An eclectic collection of poetry by one of 17th century England's boldest, smartest, and independent women.
Margaret Cavendish, the Duchess of Newcastle-upon-Tyne, was a groundbreaking writer—a utopian visionary, a scientist, a science-fiction pioneer. She moved in philosophical circles that included Thomas Hobbes and René Descartes, and she produced startlingly modern poems unlike anything published in the seventeenth century or since, at once scientific and visionary, full of feminist passion and deep sympathy with the nonhuman world. In recent years, Cavendish has found many new admirers, and this selection of her verse by Michael Robbins is an ideal introduction to her singular poetic world.
About the Author
Margaret Cavendish (1623–1673) was the most prolific woman writer of the Restoration. Born in Essex into a wealthy but untitled family, in 1643 she became maid of honor to Queen Henrietta Maria. At the outbreak of the First English Civil War, Margaret accompanied the queen in her exile to France; in Paris she met William Cavendish, First Duke of Newcastle, and the two were married in 1645. While the couple lived on the Continent—in Paris, Rotterdam, and Antwerp—Margaret began writing poetry and philosophical essays, and on a visit back to England to petition for her husband’s estate, she published Poems, and Fancies (1651) and Philosophicall Fancies (1653). A fashionable eccentric, for the next two decades she wrote poems, stories, plays, romances, biographies, memoirs, natural philosophy, scientific treatises, and, with Description of a New World, Called the Blazing World (1666), one of the earliest works of science fiction. In 1667, she was the first woman invited to attend a meeting of the Royal Society of London. After her death, her husband published a collection of pieces that had been written in her praise, Letters and Poems in Honour of the Incomparable Princess, Margaret, Duchess of Newcastle.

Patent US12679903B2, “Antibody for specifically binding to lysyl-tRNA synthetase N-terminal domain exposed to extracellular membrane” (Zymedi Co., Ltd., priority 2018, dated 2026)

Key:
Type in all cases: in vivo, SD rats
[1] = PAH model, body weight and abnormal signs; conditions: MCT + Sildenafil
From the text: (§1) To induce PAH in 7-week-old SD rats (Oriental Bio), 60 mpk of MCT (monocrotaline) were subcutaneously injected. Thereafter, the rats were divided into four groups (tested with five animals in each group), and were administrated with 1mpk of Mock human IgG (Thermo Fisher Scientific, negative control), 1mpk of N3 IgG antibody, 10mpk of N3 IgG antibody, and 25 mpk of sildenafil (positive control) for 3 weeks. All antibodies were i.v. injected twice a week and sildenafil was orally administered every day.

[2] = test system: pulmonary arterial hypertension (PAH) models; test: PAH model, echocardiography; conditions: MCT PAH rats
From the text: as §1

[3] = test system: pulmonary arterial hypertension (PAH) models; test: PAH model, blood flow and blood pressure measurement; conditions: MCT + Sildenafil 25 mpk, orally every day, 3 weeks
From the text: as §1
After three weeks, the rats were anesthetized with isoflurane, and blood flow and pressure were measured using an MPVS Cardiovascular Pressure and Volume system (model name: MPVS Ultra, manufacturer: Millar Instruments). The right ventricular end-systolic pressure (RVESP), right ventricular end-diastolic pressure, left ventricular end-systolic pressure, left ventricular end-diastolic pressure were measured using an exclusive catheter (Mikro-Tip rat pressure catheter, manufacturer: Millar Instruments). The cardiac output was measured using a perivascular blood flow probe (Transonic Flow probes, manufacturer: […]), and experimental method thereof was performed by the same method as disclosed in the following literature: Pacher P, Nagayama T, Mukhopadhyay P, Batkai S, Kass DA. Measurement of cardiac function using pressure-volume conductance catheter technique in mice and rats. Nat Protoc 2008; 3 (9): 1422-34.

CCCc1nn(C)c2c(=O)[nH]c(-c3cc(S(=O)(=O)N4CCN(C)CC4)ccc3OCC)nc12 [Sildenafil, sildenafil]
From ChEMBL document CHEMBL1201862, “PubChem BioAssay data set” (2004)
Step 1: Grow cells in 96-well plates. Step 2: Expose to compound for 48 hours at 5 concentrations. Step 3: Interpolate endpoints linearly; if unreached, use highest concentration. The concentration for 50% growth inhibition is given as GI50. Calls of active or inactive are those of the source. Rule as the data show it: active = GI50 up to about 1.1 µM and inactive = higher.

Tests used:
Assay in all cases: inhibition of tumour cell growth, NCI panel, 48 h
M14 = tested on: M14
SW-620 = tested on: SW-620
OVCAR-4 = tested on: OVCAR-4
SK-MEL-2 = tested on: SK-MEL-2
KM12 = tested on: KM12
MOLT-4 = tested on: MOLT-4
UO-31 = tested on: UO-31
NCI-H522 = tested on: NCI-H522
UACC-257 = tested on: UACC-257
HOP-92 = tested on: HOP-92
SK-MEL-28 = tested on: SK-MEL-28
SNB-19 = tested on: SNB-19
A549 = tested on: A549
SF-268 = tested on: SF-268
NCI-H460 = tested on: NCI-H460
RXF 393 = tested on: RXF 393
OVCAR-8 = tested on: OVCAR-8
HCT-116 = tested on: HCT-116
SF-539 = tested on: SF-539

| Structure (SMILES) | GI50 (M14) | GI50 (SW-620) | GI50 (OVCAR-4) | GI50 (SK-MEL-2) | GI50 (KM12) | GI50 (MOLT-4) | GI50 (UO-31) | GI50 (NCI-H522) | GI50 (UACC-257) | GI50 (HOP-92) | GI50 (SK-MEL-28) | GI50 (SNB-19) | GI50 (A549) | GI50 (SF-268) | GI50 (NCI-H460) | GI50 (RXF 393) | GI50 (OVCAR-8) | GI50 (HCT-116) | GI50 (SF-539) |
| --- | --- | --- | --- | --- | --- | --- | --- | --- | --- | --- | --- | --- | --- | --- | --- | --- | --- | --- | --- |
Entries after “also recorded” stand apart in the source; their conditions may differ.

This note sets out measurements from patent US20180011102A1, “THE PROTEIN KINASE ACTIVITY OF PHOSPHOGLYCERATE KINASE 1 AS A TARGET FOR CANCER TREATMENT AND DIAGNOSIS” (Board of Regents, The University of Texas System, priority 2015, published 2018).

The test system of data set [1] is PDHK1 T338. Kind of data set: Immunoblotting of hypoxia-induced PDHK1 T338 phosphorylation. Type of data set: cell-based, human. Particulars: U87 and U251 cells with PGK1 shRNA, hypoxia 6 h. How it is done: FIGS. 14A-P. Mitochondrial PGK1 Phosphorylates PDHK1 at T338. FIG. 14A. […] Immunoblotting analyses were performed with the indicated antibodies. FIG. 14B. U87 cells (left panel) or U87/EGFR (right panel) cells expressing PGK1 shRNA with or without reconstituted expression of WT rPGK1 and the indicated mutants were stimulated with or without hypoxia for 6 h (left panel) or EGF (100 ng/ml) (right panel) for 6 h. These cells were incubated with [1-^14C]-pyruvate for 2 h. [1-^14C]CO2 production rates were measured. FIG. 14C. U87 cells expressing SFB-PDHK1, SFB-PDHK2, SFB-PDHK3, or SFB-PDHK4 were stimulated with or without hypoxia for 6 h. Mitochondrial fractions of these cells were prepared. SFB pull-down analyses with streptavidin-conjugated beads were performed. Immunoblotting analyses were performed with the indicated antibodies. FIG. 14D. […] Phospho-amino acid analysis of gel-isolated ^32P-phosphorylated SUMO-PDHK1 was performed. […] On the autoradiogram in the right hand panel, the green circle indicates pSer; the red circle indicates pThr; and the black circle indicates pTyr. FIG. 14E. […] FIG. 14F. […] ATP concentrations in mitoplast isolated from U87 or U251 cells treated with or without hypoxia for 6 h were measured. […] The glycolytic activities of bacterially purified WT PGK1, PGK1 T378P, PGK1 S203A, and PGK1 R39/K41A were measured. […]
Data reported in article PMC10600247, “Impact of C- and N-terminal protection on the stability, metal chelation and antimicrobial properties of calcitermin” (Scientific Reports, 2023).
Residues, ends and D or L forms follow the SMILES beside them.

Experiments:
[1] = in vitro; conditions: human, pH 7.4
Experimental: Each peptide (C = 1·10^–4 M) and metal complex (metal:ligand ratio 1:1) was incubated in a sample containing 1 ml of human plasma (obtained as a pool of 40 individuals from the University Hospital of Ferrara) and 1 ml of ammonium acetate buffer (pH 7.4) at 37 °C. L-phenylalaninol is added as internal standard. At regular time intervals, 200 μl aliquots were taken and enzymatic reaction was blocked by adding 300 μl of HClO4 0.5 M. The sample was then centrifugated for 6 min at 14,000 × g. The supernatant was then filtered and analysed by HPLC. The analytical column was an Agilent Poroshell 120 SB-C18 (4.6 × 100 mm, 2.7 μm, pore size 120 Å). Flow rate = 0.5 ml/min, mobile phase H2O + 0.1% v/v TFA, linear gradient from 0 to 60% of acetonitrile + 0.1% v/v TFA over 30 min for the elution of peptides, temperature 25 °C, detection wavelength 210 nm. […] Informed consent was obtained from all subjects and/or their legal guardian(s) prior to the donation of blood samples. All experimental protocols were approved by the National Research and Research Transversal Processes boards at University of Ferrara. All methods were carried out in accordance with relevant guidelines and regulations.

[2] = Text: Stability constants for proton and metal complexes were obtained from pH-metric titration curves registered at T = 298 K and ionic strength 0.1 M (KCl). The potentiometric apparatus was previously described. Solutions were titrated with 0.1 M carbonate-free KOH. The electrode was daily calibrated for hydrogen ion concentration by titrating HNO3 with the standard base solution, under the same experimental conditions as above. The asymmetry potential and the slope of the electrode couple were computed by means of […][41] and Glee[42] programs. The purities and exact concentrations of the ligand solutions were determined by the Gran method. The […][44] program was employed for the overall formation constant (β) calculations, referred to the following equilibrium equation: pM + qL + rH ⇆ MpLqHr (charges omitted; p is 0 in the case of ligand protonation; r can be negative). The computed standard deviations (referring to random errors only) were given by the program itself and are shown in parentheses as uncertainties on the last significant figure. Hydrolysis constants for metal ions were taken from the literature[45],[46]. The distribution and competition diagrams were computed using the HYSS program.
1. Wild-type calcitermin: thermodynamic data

Michael Robbins is the author of two books of poetry and the essay collection Equipment for Living: On Poetry and Pop Music. His work has appeared in The New Yorker, The Paris Review, Harper’s, Bookforum, The Nation, and several other publications. He is an assistant professor of English and creative writing at Montclair State University.
"Virginia Woolf famously described Margaret Cavendish as a cucumber choking the roses. To my mind, Cavendish is the whole garden, prickly and wild and fresh. With no formal education, her fierce and elemental imagination tuned itself to atoms and rabbits, trees and invisible worlds—it vibrates across these pages." —Danielle Dutton, author of Margaret the First: A Novel
“Margaret Cavendish clearly established herself as an alternative voice of sceptical wit and humane enquiry, unique among seventeenth-century women, and prophesying many others. There is something magnificent about her irrepressible eccentricity. In her own fashion she survived a social revolution, and bore witness to a scientific one.” —Richard Holmes